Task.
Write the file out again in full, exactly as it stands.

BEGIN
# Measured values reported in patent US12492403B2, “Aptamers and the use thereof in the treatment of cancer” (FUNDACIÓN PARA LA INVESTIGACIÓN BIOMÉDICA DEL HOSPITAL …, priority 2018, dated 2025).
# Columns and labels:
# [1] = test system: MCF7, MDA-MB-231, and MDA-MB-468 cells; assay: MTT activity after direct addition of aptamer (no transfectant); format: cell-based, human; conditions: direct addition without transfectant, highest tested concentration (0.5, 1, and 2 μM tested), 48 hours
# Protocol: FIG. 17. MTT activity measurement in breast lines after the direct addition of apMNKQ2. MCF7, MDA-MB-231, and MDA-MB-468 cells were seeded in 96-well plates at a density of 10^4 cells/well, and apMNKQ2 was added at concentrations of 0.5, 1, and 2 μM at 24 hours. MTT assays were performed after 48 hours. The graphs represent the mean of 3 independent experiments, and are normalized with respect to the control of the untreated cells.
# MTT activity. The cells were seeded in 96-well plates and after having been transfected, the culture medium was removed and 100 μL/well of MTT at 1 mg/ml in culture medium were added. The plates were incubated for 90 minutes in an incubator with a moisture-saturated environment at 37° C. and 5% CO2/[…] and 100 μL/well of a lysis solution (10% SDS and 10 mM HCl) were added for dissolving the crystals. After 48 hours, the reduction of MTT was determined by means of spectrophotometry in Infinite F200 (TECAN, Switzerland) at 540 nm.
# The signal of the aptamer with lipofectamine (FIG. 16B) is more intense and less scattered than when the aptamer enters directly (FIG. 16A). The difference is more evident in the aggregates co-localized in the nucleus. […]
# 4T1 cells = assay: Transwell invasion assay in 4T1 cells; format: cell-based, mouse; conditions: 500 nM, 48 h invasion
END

# Measured values reported in patent US12492403B2, “Aptamers and the use thereof in the treatment of cancer” (FUNDACIÓN PARA LA INVESTIGACIÓN BIOMÉDICA DEL HOSPITAL …, priority 2018, dated 2025).
# Columns and labels:
# [1] = test system: MCF7, MDA-MB-231, and MDA-MB-468 cells; assay: MTT activity after direct addition of aptamer (no transfectant); format: cell-based, human; conditions: direct addition without transfectant, highest tested concentration (0.5, 1, and 2 μM tested), 48 hours
# Protocol: FIG. 17. MTT activity measurement in breast lines after the direct addition of apMNKQ2. MCF7, MDA-MB-231, and MDA-MB-468 cells were seeded in 96-well plates at a density of 10^4 cells/well, and apMNKQ2 was added at concentrations of 0.5, 1, and 2 μM at 24 hours. MTT assays were performed after 48 hours. The graphs represent the mean of 3 independent experiments, and are normalized with respect to the control of the untreated cells.
# MTT activity. The cells were seeded in 96-well plates and after having been transfected, the culture medium was removed and 100 μL/well of MTT at 1 mg/ml in culture medium were added. The plates were incubated for 90 minutes in an incubator with a moisture-saturated environment at 37° C. and 5% CO2/[…] and 100 μL/well of a lysis solution (10% SDS and 10 mM HCl) were added for dissolving the crystals. After 48 hours, the reduction of MTT was determined by means of spectrophotometry in Infinite F200 (TECAN, Switzerland) at 540 nm.
# The signal of the aptamer with lipofectamine (FIG. 16B) is more intense and less scattered than when the aptamer enters directly (FIG. 16A). The difference is more evident in the aggregates co-localized in the nucleus. […]
# 4T1 cells = assay: Transwell invasion assay in 4T1 cells; format: cell-based, mouse; conditions: 500 nM, 48 h invasion